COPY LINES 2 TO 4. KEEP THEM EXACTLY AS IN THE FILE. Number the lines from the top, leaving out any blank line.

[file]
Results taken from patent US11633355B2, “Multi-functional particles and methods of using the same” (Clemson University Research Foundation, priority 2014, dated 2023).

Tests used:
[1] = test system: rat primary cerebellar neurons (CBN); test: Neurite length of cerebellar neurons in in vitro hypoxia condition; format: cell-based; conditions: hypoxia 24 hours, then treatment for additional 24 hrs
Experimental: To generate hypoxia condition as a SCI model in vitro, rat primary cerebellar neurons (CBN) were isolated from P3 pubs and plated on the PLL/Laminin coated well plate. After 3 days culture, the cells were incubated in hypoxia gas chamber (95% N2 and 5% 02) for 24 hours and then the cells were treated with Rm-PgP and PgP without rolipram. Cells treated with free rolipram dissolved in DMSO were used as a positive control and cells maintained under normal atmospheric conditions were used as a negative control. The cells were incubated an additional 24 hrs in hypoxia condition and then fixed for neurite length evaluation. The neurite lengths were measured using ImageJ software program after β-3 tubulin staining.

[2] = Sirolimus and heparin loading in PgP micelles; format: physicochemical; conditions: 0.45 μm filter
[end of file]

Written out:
Tests used:
[1] = test system: rat primary cerebellar neurons (CBN); test: Neurite length of cerebellar neurons in in vitro hypoxia condition; format: cell-based; conditions: hypoxia 24 hours, then treatment for additional 24 hrs
Experimental: To generate hypoxia condition as a SCI model in vitro, rat primary cerebellar neurons (CBN) were isolated from P3 pubs and plated on the PLL/Laminin coated well plate. After 3 days culture, the cells were incubated in hypoxia gas chamber (95% N2 and 5% 02) for 24 hours and then the cells were treated with Rm-PgP and PgP without rolipram. Cells treated with free rolipram dissolved in DMSO were used as a positive control and cells maintained under normal atmospheric conditions were used as a negative control. The cells were incubated an additional 24 hrs in hypoxia condition and then fixed for neurite length evaluation. The neurite lengths were measured using ImageJ software program after β-3 tubulin staining.